Some of Shibase’s recent work is currently being exhibited at the DUT Gallery in a show entitled Harbouring Histories. This exhibition marks the starting point of collaboration between the DUT and its Australian counterpart – Curtin University of Technology. Here Shibase explores the instability of the words history, heritage, culture and identity – words that are often used interchangeably in problematic ways.

Shibase lectures in the Department of Fine Art at DUT. As a result of years of pigeon infestation and general decay, the department’s roof was replaced this year (2010), leaving the academic staff with a 3-month break. During this time, Shibase has read and reflected on his practice, imagining new ideas and approaches to his work. The work that emerged out of this period has been largely informed by the current socio-political context, where the debates about media freedom and responsibility dominate much of public debate. As a result, ‘subverted media images of politicians and other iconic figures are recurring subject matter in these works’.


In 2009 Shibase participated in Us at the Johannesburg Art Gallery (JAG), curated by Simon Njami and Bettina Malcomess. Us took a critical look at group identities under rubrics of nation, culture, class, race, gender and sexuality.

Shibase also exhibited a new collection of work in his solo show related to his Masters Degree submission. He has been active within the realm of contemporary art for some time, and this Masters show demonstrated a meeting point of his academic and professional practice in a profound comment on urban cultural hybridity. Working predominantly with collage, Shibase unpacked the complexity of urban notions of traditional identity and practice.


In 2008 Shibase was nominated as one of the MTN New Contemporaries.


Shibase is working towards his fifth major solo exhibition locally and internationally (details to be announced later this year).

The artist firmly believes in contributing not only to contemporary art practice, but also challenging theoretical notions of what it means to produce art in an African context. For this reason, he is busy exploring PhD programs to further his academic endeavours.

Shibase has chosen to remain largely rooted in South Africa, but as part of his PhD process he will also be looking into taking part in relevant international residencies.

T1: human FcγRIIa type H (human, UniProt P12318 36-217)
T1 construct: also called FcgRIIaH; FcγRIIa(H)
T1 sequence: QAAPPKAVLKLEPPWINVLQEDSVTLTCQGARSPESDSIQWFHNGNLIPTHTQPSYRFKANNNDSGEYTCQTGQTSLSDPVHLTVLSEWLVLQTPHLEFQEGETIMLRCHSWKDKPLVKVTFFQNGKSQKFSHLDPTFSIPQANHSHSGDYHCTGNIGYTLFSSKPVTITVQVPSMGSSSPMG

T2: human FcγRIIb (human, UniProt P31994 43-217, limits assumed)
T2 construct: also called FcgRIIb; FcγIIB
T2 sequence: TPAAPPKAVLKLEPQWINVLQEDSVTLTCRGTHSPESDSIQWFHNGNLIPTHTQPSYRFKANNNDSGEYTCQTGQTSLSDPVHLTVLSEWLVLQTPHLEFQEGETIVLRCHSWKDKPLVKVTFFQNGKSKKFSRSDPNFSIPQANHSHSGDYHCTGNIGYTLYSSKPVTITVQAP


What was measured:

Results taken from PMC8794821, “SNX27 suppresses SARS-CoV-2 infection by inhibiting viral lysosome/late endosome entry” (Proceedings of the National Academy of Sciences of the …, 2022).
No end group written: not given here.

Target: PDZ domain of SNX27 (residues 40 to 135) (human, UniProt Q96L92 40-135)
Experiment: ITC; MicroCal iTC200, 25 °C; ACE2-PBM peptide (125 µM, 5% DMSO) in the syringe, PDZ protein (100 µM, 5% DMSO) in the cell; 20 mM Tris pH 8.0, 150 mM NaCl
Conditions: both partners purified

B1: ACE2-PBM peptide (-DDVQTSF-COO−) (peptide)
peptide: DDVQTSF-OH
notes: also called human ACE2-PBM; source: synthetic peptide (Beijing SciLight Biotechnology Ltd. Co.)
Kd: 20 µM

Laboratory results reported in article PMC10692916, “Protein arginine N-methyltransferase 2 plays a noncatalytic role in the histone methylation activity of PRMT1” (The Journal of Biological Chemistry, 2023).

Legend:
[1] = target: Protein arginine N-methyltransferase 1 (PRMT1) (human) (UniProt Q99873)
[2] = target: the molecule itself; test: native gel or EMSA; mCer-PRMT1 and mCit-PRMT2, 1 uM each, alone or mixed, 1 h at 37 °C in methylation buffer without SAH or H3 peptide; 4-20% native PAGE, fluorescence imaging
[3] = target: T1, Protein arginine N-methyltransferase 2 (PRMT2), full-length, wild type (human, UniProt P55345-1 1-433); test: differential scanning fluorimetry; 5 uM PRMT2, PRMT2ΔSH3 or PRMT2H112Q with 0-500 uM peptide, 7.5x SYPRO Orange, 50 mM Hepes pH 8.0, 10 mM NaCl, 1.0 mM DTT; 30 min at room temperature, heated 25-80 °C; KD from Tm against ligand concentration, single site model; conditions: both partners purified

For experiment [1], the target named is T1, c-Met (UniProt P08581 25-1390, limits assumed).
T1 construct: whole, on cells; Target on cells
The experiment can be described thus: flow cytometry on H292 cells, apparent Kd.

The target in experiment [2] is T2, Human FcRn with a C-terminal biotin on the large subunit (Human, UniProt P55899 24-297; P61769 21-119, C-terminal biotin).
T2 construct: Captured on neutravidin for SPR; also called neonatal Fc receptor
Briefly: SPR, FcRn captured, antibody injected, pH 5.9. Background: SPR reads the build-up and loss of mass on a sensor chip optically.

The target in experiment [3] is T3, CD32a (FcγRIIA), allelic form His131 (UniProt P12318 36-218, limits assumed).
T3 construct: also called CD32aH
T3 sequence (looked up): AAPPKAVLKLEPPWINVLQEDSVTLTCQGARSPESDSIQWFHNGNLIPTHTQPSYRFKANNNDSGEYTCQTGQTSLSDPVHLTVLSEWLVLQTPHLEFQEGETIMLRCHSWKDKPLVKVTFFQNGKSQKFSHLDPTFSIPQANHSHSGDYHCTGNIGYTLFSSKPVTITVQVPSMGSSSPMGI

2009: Masters in Fine Art, Durban University of Technology, Durban, South Africa
2004: Bachelor Degree in Fine Art, Durban University of Technology, Durban, South Africa

2006 – Current: Lecturer in Fine Art, Durban University of Technology
2009: Part time art teacher at the African Arts Centre
2004 – 2005: Curator, Durban Institute of Technology (now DUT)

Exchange and Residency Programmes
2004: Art for Humanity, Amsterdam, Netherlands
          Caversham Centre for Creative Arts and Writers

2008: Nominated for MTN New Contemporaries
2007: Nominated for Spier Contemporary

Organisational Involvement
2008: Mentor KZNSA Nivea Art Award
2008: Council Member, African Arts Centre
2008: Trustee, Arts for Human Rights Trust
2008: Acquisitions Committee, Durban Art Gallery
2008: Online News Editor, Art for Humanity

Public Collections
Durban Art Gallery
UNISA Art Collection


2009: ‘Hybrid Culture’ DUT Gallery, Durban
2008: ‘Rush Hour’, Johannesburg Art Gallery, Johannesburg
2008: ‘Umhlaba Kabani / Whose Land?, Erdmann Contemporary, Cape Town
2005: ‘D’Urban Critique’, KZNSA, Durban


2010: ‘Harbouring Histories’, DUT Gallery, Durban
2008: ‘New Spell’, David Krut, New York
2007: ‘Spier Contemporary 2007, Cape Town
2007: ‘From Here to There’, AVA, Cape Town
2007: Art Seasons: Cape Town, Franschoek Valley
2006: ‘Form and Substance’, Erdmann Conemporary, Cape Town
2006: ‘New Painting’ KZNSA, UNISA Gallery & JAG
2005: ‘Being Here, KZNSA, Durban
2005: ‘SURFACE’, Franchise Gallery, Johannesburg
2005: Red Eye, DAG, Durban
2004: ‘Black’, KZNSA, Durban
2004: ‘Summer Show’, African Arts Centre
2004: ‘The Legacy of Trevor Makhoba’, BAT Centre, Durban
2003: ‘Crimes of Passion’, Bean Bag Bohemia, Durban